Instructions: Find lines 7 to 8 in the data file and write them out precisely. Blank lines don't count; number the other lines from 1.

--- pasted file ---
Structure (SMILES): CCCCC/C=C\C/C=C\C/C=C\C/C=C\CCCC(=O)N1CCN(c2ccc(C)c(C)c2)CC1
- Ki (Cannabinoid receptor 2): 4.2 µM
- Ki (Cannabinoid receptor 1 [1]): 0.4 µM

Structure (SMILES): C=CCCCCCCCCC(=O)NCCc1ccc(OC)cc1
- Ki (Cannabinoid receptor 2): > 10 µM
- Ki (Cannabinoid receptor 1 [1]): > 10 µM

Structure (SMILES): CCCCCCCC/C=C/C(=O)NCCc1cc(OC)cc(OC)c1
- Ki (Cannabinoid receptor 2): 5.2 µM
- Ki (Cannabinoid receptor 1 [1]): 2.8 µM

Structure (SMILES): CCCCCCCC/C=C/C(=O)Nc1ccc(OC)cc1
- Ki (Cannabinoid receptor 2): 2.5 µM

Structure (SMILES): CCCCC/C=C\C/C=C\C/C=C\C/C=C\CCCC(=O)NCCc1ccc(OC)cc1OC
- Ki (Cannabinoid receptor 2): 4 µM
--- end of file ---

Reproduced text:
Structure (SMILES): CCCCCCCC/C=C/C(=O)NCCc1cc(OC)cc(OC)c1
- Ki (Cannabinoid receptor 2): 5.2 µM